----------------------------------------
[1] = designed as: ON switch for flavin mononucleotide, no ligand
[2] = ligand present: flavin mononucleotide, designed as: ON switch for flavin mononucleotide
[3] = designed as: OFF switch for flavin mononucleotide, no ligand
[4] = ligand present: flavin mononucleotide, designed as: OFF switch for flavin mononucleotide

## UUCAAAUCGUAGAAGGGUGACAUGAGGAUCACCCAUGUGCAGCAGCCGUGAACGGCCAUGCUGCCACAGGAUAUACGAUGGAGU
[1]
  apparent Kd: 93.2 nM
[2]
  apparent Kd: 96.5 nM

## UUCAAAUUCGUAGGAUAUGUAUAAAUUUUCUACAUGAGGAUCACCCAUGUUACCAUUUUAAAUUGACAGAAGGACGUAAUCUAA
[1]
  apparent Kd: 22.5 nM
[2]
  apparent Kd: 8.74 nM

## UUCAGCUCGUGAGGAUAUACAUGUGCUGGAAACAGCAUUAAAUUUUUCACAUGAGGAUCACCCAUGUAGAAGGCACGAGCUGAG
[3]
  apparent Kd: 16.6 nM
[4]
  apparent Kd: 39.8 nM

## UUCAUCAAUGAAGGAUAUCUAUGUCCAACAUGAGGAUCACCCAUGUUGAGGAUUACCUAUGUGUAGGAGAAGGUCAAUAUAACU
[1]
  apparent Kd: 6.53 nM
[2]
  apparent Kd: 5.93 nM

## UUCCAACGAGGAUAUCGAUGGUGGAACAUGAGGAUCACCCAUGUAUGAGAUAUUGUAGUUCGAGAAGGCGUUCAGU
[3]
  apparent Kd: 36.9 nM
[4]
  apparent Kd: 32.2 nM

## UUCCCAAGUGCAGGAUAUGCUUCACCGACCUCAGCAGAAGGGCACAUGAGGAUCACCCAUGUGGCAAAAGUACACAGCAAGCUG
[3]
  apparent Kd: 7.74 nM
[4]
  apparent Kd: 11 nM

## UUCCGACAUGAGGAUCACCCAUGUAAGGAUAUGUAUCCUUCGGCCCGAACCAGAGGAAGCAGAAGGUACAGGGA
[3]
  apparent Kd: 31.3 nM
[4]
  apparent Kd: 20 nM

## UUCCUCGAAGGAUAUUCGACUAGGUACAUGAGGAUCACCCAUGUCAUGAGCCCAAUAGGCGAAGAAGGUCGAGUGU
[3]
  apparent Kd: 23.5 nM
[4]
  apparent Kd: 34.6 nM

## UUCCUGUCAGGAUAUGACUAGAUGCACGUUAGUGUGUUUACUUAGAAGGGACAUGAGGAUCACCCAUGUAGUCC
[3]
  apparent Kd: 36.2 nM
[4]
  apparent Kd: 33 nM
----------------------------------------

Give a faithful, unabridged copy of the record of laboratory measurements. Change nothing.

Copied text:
[1] = designed as: ON switch for flavin mononucleotide, no ligand
[2] = ligand present: flavin mononucleotide, designed as: ON switch for flavin mononucleotide
[3] = designed as: OFF switch for flavin mononucleotide, no ligand
[4] = ligand present: flavin mononucleotide, designed as: OFF switch for flavin mononucleotide

## UUCAAAUCGUAGAAGGGUGACAUGAGGAUCACCCAUGUGCAGCAGCCGUGAACGGCCAUGCUGCCACAGGAUAUACGAUGGAGU
[1]
  apparent Kd: 93.2 nM
[2]
  apparent Kd: 96.5 nM

## UUCAAAUUCGUAGGAUAUGUAUAAAUUUUCUACAUGAGGAUCACCCAUGUUACCAUUUUAAAUUGACAGAAGGACGUAAUCUAA
[1]
  apparent Kd: 22.5 nM
[2]
  apparent Kd: 8.74 nM

## UUCAGCUCGUGAGGAUAUACAUGUGCUGGAAACAGCAUUAAAUUUUUCACAUGAGGAUCACCCAUGUAGAAGGCACGAGCUGAG
[3]
  apparent Kd: 16.6 nM
[4]
  apparent Kd: 39.8 nM

## UUCAUCAAUGAAGGAUAUCUAUGUCCAACAUGAGGAUCACCCAUGUUGAGGAUUACCUAUGUGUAGGAGAAGGUCAAUAUAACU
[1]
  apparent Kd: 6.53 nM
[2]
  apparent Kd: 5.93 nM

## UUCCAACGAGGAUAUCGAUGGUGGAACAUGAGGAUCACCCAUGUAUGAGAUAUUGUAGUUCGAGAAGGCGUUCAGU
[3]
  apparent Kd: 36.9 nM
[4]
  apparent Kd: 32.2 nM

## UUCCCAAGUGCAGGAUAUGCUUCACCGACCUCAGCAGAAGGGCACAUGAGGAUCACCCAUGUGGCAAAAGUACACAGCAAGCUG
[3]
  apparent Kd: 7.74 nM
[4]
  apparent Kd: 11 nM

## UUCCGACAUGAGGAUCACCCAUGUAAGGAUAUGUAUCCUUCGGCCCGAACCAGAGGAAGCAGAAGGUACAGGGA
[3]
  apparent Kd: 31.3 nM
[4]
  apparent Kd: 20 nM

## UUCCUCGAAGGAUAUUCGACUAGGUACAUGAGGAUCACCCAUGUCAUGAGCCCAAUAGGCGAAGAAGGUCGAGUGU
[3]
  apparent Kd: 23.5 nM
[4]
  apparent Kd: 34.6 nM

## UUCCUGUCAGGAUAUGACUAGAUGCACGUUAGUGUGUUUACUUAGAAGGGACAUGAGGAUCACCCAUGUAGUCC
[3]
  apparent Kd: 36.2 nM
[4]
  apparent Kd: 33 nM